Wednesday March 9, 2022
By Paul Barach
For part 2 of our Growing Weed in Washington series, PotGuide sat down with Mike Stafford of Sweetwater Farms to learn about how to create the best living soil, how to tell good weed from the ashes, and the legacy of an old chicken farm.
Sweetwater Farms is an indoor cannabis grow located in Cheney, Washington, in the flat, central eastern part of the state closest to the Idaho border. They’ve been producing small batch, organically grown cannabis since 2015.
An Interview With Sweetwater Farms
[Paul Barach]: What is it like growing weed in Washington? Why did you pick Cheney?
[Mike Stafford]: We needed a lot of space for our indoor grow, which is a retrofitted Chicken Farm. I have friends in this area that are older – they all remember working at this chicken farm back in the 60s and 70s. It was everyone’s first job whenever they got old enough to work. (Laughs)
I stripped the place down, framed it in, built in separate, self contained rooms, and it’s worked great for years. I keep our indoor facility dialed in…70-75 degrees in my rooms at all times, and the humidity down to 30-35%. …The way that the rooms are built, I can customize the environment to make sure that every strain that we plant will do the best that we can.
The weather is pretty gnarly. It gets cold quick and it takes a long time for it to warm up. Anything you plant out here that’s not in a greenhouse, it’s not gonna finish.
[PB]: Do you have any special growing practices that you use?
[MS]: We are full-on organic farmers. We grow our plants in living soil that we reconstitute and reuse to make our grow as renewable as possible. I’d love to see the industry go in this direction.
[PB]: How do you reconstitute your living soil? Walk me through the process.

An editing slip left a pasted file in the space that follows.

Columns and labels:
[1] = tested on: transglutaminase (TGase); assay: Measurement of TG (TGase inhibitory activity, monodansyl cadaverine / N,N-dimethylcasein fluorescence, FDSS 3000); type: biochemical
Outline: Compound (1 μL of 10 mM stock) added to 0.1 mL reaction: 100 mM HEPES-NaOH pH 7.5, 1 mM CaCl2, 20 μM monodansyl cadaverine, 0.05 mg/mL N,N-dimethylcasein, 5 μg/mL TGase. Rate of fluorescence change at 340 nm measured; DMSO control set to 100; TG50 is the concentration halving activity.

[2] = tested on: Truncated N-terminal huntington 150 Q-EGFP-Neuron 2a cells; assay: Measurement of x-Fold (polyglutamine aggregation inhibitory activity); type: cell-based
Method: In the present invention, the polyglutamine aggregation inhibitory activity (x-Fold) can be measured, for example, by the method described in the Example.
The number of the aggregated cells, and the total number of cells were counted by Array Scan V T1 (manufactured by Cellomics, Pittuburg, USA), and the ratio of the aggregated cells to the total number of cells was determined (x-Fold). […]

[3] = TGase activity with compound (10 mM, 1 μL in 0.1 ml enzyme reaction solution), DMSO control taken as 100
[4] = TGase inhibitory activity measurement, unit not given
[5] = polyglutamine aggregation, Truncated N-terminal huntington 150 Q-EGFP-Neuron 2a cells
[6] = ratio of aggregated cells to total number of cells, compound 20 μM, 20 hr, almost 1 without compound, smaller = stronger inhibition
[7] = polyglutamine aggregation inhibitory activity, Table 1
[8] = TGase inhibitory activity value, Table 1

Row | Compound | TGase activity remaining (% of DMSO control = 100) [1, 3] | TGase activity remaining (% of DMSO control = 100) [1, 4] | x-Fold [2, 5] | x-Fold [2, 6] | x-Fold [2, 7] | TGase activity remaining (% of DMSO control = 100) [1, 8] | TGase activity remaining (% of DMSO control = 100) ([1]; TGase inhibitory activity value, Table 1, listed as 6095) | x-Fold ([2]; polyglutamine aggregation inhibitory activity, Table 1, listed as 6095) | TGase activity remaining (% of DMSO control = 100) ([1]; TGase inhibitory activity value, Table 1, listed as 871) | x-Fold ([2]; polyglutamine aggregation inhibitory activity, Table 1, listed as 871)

[MB]: First we cut down a plant after it’s gone through its whole life, kick the soil out of the pots into one big pile, and right then is when it starts to break down. Then we buy around 10,000 worms at a time, put them in the soil, and reinoculate it with different types of beneficial bacteria and fungi. That breaks down the previous root balls and stalks. Then I’ll put a little bit of our liquid nutrients on it.
We have different piles of soil here that are in different stages of decomposition. After two months, the soil’s ready to replant our next round of plants in.
[PB]: What difference does that make in the weed you grow?
[MS]: I think we grow the best organic weed in the market. A lot higher terpene results from growing naturally…Organic inputs and organic regiments give you a cleaner product with a better smell and flavor. There’s also less harsh smoke. All of our product burns away to white ash. No black residue left in your pipe.
[PB]: What weed strains are you most hyped about growing?
[MS]: I love Raspberry Bellini, our Pink Runtz is amazing. Primus…it’s not new, but it’s always been one of my favorites. We have a new phenotype of Huckleberry that I’m stoked about. Our Slap n’ Tickle, and Slapping the Grape are both exciting. We have so many, we’re trying to narrow it down right now (laughs).
[PB]: What in your opinion sets Washington weed apart?
[MS]: I think that Washington has a love for craft cannabis. We do have a couple big boys out here, but there are also a lot of “Mom and Pop” craft grows still making it that would have been weeded out in other places.
Washington loves its weed (Laughs) I think the people in Washington want good weed and appreciate when people put the time and effort into growing it. I like to hope so anyway (Laughs).
Thanks for chatting with PotGuide!